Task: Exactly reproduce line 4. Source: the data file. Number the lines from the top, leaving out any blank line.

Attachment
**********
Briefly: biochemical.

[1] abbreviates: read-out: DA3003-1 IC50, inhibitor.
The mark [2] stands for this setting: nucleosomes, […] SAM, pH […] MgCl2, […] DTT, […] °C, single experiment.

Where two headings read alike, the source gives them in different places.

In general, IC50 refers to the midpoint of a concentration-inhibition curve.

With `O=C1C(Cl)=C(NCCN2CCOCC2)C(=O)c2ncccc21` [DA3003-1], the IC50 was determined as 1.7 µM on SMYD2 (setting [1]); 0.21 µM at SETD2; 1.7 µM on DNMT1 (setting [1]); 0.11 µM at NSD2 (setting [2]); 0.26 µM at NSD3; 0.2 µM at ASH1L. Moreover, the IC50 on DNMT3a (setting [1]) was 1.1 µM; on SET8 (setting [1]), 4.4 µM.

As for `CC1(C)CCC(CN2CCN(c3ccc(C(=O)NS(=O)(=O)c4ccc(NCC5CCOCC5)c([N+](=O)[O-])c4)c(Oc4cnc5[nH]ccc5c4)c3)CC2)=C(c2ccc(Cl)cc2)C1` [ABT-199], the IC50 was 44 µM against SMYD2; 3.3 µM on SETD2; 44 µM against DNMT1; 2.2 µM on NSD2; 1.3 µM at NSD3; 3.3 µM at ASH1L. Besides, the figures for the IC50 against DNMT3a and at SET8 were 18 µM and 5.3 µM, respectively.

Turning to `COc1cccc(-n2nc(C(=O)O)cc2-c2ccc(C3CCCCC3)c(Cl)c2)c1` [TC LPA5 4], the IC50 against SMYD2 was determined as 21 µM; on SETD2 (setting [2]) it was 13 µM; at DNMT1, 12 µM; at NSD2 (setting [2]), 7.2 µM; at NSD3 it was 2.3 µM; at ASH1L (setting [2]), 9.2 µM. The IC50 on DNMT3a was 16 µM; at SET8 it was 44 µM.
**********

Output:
Where two headings read alike, the source gives them in different places.